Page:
But to turn $1 into $9,000 in 35 years you have to be doing a lot very right.

The number of other famous investors who done as well over such a long period is not high.

  • Buffett clocks in at around 20% annualized, albeit he did much better in his early days with less money.
  • From memory George Soros comes in at around 20%, too.
  • Peter Lynch achieved about 30% in annual returns for his investors at Fidelity for a dozen years before hanging up his spurs.
  • Although… Joel Greenblatt, the professor and fund manager who wrote the wonderful You Can Be A Stock Market Genius has a private partnership Gotham Capital that boasts 40% returns.

You’re slacking, Ted!

Could you be the next Ted Weschler?

As this blog’s resident naughty active investor, am I inspired and motivated by Ted Weschler’s prowess, as he suggests we all could be in his letter?

Honestly, yes and no.

I’ve long known it’s possible for a small proportion of people to achieve market-beating returns. And I believe such outperformance is far likelier to be done by directly investing in shares – as opposed to by running or investing in funds, with their contradictory incentives and fee drags, respectively.

The trouble is it’s hard to get truly stonking rich without managing other people’s money, and taking and compounding that fee tithe for yourself.

That’s what makes Weschler’s returns so astounding.

In principle it shows what’s possible – at least if you started in 1985 and you’re either an investing savant or one of the luckiest people on the planet.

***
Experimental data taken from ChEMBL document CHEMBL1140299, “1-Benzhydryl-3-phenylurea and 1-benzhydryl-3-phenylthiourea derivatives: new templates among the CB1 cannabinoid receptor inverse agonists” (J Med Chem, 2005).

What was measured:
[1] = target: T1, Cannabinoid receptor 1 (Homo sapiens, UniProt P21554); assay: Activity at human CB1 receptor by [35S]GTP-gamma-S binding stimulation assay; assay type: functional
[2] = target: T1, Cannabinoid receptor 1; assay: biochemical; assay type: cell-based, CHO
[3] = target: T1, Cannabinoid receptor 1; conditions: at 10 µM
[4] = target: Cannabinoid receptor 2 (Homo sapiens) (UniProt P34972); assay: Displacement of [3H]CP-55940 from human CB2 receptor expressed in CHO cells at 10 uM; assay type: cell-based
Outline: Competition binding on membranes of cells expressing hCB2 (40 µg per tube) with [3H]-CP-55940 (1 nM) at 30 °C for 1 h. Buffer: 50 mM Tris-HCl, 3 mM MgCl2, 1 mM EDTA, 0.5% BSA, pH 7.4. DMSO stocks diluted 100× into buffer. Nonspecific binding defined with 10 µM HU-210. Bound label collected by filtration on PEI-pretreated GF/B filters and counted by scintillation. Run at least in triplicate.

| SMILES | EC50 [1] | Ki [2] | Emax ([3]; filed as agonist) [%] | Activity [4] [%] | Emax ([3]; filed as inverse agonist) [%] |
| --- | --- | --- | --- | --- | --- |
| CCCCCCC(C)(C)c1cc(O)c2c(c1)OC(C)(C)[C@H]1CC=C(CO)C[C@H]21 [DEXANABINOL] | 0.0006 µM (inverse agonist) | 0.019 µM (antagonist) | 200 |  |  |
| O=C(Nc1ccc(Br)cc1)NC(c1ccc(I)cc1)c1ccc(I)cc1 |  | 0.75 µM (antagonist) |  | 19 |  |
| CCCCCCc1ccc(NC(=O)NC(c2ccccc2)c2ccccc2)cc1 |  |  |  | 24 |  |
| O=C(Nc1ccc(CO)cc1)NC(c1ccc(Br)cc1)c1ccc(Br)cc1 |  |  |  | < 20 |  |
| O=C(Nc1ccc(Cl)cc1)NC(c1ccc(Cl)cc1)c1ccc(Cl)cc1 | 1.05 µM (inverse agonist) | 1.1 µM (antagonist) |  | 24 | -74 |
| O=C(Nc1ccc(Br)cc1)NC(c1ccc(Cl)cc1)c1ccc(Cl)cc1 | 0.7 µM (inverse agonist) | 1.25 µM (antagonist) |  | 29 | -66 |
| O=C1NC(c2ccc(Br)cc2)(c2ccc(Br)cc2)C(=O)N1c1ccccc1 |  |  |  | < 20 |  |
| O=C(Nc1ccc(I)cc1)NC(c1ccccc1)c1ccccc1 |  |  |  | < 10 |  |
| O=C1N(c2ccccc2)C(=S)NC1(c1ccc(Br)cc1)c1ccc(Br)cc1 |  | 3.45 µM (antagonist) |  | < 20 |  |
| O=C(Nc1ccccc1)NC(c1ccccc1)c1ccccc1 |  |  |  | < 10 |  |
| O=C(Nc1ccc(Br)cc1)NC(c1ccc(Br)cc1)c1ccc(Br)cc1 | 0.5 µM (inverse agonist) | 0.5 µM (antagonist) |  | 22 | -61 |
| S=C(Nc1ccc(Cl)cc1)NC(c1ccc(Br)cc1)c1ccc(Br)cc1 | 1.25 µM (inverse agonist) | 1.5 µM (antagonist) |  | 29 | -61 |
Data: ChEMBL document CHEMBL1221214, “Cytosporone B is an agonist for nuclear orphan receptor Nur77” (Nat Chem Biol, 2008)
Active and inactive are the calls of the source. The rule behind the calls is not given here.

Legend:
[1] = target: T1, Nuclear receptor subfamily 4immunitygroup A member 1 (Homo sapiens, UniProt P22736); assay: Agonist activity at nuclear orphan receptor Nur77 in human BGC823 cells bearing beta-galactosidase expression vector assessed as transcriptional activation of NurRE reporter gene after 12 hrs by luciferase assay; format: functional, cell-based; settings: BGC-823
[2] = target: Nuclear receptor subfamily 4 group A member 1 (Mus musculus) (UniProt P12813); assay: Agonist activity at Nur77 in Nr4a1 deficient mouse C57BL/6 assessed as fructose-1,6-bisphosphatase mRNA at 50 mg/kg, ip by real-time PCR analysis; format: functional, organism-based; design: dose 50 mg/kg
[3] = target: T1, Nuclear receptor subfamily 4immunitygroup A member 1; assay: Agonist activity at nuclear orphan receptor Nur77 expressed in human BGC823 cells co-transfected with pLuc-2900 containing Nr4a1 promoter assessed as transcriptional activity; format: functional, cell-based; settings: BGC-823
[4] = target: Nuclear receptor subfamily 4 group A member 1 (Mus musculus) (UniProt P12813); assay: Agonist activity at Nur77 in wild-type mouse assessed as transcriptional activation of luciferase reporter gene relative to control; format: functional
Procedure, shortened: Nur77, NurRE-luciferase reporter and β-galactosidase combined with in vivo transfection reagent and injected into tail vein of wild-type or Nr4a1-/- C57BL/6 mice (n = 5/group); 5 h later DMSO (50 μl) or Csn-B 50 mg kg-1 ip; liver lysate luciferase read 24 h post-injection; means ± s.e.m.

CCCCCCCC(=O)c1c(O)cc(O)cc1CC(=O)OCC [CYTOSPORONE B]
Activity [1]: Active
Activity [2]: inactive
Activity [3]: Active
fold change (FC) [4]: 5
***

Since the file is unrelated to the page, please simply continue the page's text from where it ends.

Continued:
For context, if you could put the maximum £20,000 into an ISA every year for 35 years and achieve the same returns as Ted Weschler, you’d end up with…


Clearly that fails a few sanity checks as an aspirational stretch goal.

(Although I don’t doubt that – assuming no rule or contribution changes – we will eventually hear about £100m ISAs in my lifetime).

Many happy returns

I’ve been doing this for long enough to know that I’m not clocking up 30% returns annualized, and I’m never likely to, either.

So Weschler’s returns can only motivate me so far.

Don’t get me wrong, I’m pleased with my own record. And I’ve mostly enjoyed nearly 20 years of investing in individual shares. No regrets.

But am I set to turn £1 into £9,000 in 35 years? Reader – I’ll probably need a few more years than that!

People will want to draw lessons from Weschler’s achievement. Without seeing his trades in detail, the lessons are likely to be platitudes.

And of course most people will have a happier life and end up richer if they passively invest through index funds. Even Warren Buffett says that.

But at least I now know why Buffett called up Ted Weschler for the role at Berkshire Hathaway, rather than me!

p.s. We’ve finally transitioned to a new email system. As best I can tell it’s all working great, but I did delete some email addresses that were bouncing. If you have any problems, I’d suggest re-subscribing. Have a great weekend!

From Monevator

How to future proof your kids’ financial future – Monevator

Three months into post-FIRE life – Monevator

From the archive-ator: Returns from alternative asset classes – Monevator


Note: Some links are Google search results – in PC/desktop view you can click to read the piece without being a paid subscriber. Try privacy/incognito mode to avoid cookies. Consider subscribing if you read them a lot!1

Happy 50th birthday to the index fund – CFA Institute

Google tightens rules to stamp out scam ads – Which

Britons resume borrowing as the economy reopens – Guardian